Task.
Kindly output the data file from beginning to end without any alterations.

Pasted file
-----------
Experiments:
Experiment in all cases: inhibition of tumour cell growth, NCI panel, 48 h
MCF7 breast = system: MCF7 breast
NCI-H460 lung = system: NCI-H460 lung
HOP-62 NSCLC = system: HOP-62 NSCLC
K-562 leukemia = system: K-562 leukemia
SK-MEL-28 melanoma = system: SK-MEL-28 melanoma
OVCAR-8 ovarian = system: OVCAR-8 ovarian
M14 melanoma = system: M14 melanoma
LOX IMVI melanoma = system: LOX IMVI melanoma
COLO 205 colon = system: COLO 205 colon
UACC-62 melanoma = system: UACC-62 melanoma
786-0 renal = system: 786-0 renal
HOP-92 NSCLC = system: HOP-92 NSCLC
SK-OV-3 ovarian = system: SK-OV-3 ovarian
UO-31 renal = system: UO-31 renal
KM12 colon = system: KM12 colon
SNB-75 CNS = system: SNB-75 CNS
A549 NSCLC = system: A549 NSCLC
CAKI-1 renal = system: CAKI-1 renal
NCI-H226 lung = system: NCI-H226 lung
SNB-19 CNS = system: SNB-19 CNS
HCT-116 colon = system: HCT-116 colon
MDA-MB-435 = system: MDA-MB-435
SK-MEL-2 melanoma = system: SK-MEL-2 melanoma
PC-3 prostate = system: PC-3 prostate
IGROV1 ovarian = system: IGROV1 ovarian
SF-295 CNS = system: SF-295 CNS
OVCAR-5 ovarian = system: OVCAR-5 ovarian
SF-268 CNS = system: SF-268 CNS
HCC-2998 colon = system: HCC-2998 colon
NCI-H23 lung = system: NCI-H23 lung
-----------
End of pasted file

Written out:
Experiments:
Experiment in all cases: inhibition of tumour cell growth, NCI panel, 48 h
MCF7 breast = system: MCF7 breast
NCI-H460 lung = system: NCI-H460 lung
HOP-62 NSCLC = system: HOP-62 NSCLC
K-562 leukemia = system: K-562 leukemia
SK-MEL-28 melanoma = system: SK-MEL-28 melanoma
OVCAR-8 ovarian = system: OVCAR-8 ovarian
M14 melanoma = system: M14 melanoma
LOX IMVI melanoma = system: LOX IMVI melanoma
COLO 205 colon = system: COLO 205 colon
UACC-62 melanoma = system: UACC-62 melanoma
786-0 renal = system: 786-0 renal
HOP-92 NSCLC = system: HOP-92 NSCLC
SK-OV-3 ovarian = system: SK-OV-3 ovarian
UO-31 renal = system: UO-31 renal
KM12 colon = system: KM12 colon
SNB-75 CNS = system: SNB-75 CNS
A549 NSCLC = system: A549 NSCLC
CAKI-1 renal = system: CAKI-1 renal
NCI-H226 lung = system: NCI-H226 lung
SNB-19 CNS = system: SNB-19 CNS
HCT-116 colon = system: HCT-116 colon
MDA-MB-435 = system: MDA-MB-435
SK-MEL-2 melanoma = system: SK-MEL-2 melanoma
PC-3 prostate = system: PC-3 prostate
IGROV1 ovarian = system: IGROV1 ovarian
SF-295 CNS = system: SF-295 CNS
OVCAR-5 ovarian = system: OVCAR-5 ovarian
SF-268 CNS = system: SF-268 CNS
HCC-2998 colon = system: HCC-2998 colon
NCI-H23 lung = system: NCI-H23 lung